Environmental Threat
Site Characterization
Man. Gas Processes
Plant Wastes
Contamination Threat Modes
Residuals - Components
Sources of MGP Liquid Effluent
FMG Plants in the US
Parallel MG Technologies
Think you've found a gas works?
Locating and Confirming a Site
Locations of US Gas Plants
FMGP In The News
FMGP In The Arts
Coal-tar Site Litigation
Related sites on the Internet
Literature of Manufactured Gas
Hatheway Harangues
Publications by Dr. Hatheway
Slide Shows by Dr. Hatheway
Slide Shows by others
Hatheway Bio
Hatheway Resume
Legal Considerations

Locations of Gas Plants and Other Coal-tar Sites in the U.S.



           Vermont’s limited experience with manufactured gas largely was confined to the cities along its east border, the Connecticut River, at Lake Champlain, and a few of the cities marking the main early roads. Vermont has the distinction that its Burlington No. 2 (Canal Street) gas works was the last to serve straight manufactured gas in the United States (1966) and was one of the first two Figs placed on the NPL, and on the first round (1982) on nominations and selections, resulting in 115 listings.

           Manufactured gas arrived in Vermont about 1853, at Burlington, on the east bank of Lake Champlain and that city has three FMGP locations. Most of the major cities in the State, though relatively small, received gas plants in the 1950s, with one being constructed (1863) during the civil war (St. Johns bury). Thereafter only limited expansion occurred during the remainder of the 19th century. With the advent of the 20th century, new plants were constructed to support carbureted water gas production.

           There is indication that multiple gas plants existed at Burlington, Montpelier, Rutland.

           Gas manufacturing processes likely were dominated by wood gas, phasing into coal-gas at about the time of the Centennial, then carbureted water gas (CWG) after 1900. It is likely that the earliest gas machines were by Cubin, which was adaptable to fatwood, and which we know was present at Woodstock in 1864, where gas was made from “kerosene tar.” CWG was installed, however, at four of the cities in 1883, likely under sales pressure from UGI, of Philadelphia. It can be expected that acetylene gas plants were common after 1894 in many of the towns and it is known that residential acetylene plants were in place in the more substantial homes at Bellows Falls.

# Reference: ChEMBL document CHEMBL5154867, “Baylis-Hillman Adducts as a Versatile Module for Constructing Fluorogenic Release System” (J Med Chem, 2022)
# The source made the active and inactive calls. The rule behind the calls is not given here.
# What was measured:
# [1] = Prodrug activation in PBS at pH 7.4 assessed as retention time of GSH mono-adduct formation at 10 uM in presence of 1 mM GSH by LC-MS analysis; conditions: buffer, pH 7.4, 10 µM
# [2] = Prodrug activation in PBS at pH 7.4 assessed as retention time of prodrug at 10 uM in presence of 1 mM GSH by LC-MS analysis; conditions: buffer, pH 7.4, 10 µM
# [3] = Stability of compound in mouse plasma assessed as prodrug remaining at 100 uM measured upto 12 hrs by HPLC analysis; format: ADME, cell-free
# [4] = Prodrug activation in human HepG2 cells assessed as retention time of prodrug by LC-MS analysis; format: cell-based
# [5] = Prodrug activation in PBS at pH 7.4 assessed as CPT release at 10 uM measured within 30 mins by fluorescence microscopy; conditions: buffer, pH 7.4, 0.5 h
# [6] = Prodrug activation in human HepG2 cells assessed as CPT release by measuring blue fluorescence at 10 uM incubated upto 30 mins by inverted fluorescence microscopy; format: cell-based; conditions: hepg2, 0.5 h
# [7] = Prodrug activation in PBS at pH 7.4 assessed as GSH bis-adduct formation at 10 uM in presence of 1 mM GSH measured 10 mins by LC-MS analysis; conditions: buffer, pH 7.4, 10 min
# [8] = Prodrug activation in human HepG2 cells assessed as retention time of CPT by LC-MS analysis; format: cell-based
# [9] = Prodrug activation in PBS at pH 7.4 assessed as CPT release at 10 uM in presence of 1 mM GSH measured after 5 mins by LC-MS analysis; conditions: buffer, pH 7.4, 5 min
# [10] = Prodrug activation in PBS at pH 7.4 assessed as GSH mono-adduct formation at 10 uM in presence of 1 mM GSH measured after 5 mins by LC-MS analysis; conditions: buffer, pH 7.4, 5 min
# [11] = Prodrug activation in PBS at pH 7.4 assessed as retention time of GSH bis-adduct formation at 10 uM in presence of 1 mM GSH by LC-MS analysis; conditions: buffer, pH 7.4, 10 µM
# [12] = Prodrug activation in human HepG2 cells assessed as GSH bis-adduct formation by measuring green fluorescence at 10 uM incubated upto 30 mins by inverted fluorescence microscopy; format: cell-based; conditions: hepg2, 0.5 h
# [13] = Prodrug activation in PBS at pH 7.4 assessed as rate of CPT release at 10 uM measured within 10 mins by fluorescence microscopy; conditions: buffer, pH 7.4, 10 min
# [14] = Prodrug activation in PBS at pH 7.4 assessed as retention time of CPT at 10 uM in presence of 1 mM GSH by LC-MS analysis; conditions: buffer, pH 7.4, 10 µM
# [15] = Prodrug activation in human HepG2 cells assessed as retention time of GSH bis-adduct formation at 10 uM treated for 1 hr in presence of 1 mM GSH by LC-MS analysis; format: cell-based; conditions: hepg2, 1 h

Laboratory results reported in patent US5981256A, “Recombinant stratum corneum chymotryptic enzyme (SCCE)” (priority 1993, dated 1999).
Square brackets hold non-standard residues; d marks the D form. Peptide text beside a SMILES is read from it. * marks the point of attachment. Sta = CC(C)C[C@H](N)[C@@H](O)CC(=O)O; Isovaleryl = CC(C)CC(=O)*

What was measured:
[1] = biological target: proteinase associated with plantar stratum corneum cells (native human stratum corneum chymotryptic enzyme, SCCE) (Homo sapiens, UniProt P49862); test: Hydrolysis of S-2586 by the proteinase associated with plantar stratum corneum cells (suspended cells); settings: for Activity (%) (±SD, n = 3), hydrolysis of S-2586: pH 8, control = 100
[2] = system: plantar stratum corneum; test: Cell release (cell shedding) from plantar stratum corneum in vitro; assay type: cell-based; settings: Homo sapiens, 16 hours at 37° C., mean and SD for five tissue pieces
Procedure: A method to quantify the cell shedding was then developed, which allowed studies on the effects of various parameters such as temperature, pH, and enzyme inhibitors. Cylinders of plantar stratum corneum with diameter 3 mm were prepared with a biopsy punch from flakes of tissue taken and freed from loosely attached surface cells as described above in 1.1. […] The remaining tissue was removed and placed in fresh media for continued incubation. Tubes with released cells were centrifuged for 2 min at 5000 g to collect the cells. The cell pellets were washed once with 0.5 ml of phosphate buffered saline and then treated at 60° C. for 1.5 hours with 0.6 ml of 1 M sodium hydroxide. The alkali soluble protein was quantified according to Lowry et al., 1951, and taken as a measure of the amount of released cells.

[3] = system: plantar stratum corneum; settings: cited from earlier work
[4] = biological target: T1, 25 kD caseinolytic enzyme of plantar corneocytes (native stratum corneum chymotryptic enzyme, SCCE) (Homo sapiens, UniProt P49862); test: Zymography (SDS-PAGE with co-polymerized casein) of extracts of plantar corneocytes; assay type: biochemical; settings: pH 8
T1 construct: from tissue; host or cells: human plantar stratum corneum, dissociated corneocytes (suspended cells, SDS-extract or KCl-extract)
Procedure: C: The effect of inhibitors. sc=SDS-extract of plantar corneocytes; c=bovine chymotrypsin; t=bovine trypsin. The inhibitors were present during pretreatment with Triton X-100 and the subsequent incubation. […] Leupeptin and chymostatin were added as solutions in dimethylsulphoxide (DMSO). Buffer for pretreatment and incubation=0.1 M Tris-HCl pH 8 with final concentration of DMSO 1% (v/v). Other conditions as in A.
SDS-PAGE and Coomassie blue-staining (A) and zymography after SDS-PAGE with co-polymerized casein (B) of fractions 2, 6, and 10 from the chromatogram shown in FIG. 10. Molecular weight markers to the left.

Due to the relatively smallness of event the major cities, consolidations were not common, but such was present in the 1916 merger that created the Montpelier & Bare Light & Power Co., where the cities were about 15 km distance.

            Holding company activity in Vermont began about 1894, when UGI owned the St. Albans gas plant, and then reappeared in 1908 when the Green Mountain Electric Co. of Burlington took over existing gas manufacturing, and the small plant at Stamford, on the Massachusetts boundary was also owned in that year by the Massachusetts Lighting Companies. In 1918 the General Gas & Electric Co. controlled Rutland’s gas generation and two Boston holding companies were in place in 1924 (Bare, St. Albans and Springfield merged to form Vermont Lighting Corp.) and in 1925, the Twin States Gas & Electric Co. (Boston) owned the plants at Bennington, Brattleboro and St. Johns bury. The latter holding company merged (1943) into the Central Vermont Public Service Co.)

            Natural Gas understandably was late in arriving in Vermont. In fact, six of the 14 counties never had gas service in this manufactured gas era. By 1952, LPG was being provided in 6 counties and only two counties (Caledonia and Chittenden) were being served by manufactured gas, including the cities and towns then served by the St. Johns bury Gas Company and the Green Mountain Power Corporation.

Click the blue "EPA" link below to view the
Vermont map of the EPA 1985 Radian FMGP Report.

Click the green "Hatheway" link below to view the
Vermont map of Professor Hatheway's research.

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Updated: 03/26/2018  (more pending)